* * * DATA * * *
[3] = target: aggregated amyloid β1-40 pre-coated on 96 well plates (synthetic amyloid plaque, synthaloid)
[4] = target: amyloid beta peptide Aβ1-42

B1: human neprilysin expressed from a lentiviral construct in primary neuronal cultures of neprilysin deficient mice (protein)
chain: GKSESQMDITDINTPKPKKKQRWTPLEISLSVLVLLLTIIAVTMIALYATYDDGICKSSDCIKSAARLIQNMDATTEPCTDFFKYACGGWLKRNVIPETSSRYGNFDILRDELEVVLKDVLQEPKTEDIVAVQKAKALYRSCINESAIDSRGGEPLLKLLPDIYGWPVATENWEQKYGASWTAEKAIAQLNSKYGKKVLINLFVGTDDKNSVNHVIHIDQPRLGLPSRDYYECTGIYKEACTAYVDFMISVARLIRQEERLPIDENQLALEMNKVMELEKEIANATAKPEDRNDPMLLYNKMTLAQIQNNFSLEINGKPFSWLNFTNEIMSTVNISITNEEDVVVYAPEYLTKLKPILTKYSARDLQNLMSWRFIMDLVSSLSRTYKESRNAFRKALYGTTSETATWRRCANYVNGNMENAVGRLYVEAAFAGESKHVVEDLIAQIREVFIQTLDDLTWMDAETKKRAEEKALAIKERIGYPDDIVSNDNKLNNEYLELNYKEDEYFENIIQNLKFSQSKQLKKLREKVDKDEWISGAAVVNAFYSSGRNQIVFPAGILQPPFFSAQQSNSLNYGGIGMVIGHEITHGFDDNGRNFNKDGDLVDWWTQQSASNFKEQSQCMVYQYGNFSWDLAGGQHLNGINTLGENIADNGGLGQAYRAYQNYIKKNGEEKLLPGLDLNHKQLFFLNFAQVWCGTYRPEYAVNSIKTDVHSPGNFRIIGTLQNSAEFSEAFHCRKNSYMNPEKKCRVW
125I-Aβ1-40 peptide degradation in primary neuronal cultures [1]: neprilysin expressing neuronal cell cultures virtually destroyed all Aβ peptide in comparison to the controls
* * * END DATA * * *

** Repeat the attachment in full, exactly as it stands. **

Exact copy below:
[3] = target: aggregated amyloid β1-40 pre-coated on 96 well plates (synthetic amyloid plaque, synthaloid)
[4] = target: amyloid beta peptide Aβ1-42

B1: human neprilysin expressed from a lentiviral construct in primary neuronal cultures of neprilysin deficient mice (protein)
chain: GKSESQMDITDINTPKPKKKQRWTPLEISLSVLVLLLTIIAVTMIALYATYDDGICKSSDCIKSAARLIQNMDATTEPCTDFFKYACGGWLKRNVIPETSSRYGNFDILRDELEVVLKDVLQEPKTEDIVAVQKAKALYRSCINESAIDSRGGEPLLKLLPDIYGWPVATENWEQKYGASWTAEKAIAQLNSKYGKKVLINLFVGTDDKNSVNHVIHIDQPRLGLPSRDYYECTGIYKEACTAYVDFMISVARLIRQEERLPIDENQLALEMNKVMELEKEIANATAKPEDRNDPMLLYNKMTLAQIQNNFSLEINGKPFSWLNFTNEIMSTVNISITNEEDVVVYAPEYLTKLKPILTKYSARDLQNLMSWRFIMDLVSSLSRTYKESRNAFRKALYGTTSETATWRRCANYVNGNMENAVGRLYVEAAFAGESKHVVEDLIAQIREVFIQTLDDLTWMDAETKKRAEEKALAIKERIGYPDDIVSNDNKLNNEYLELNYKEDEYFENIIQNLKFSQSKQLKKLREKVDKDEWISGAAVVNAFYSSGRNQIVFPAGILQPPFFSAQQSNSLNYGGIGMVIGHEITHGFDDNGRNFNKDGDLVDWWTQQSASNFKEQSQCMVYQYGNFSWDLAGGQHLNGINTLGENIADNGGLGQAYRAYQNYIKKNGEEKLLPGLDLNHKQLFFLNFAQVWCGTYRPEYAVNSIKTDVHSPGNFRIIGTLQNSAEFSEAFHCRKNSYMNPEKKCRVW
125I-Aβ1-40 peptide degradation in primary neuronal cultures [1]: neprilysin expressing neuronal cell cultures virtually destroyed all Aβ peptide in comparison to the controls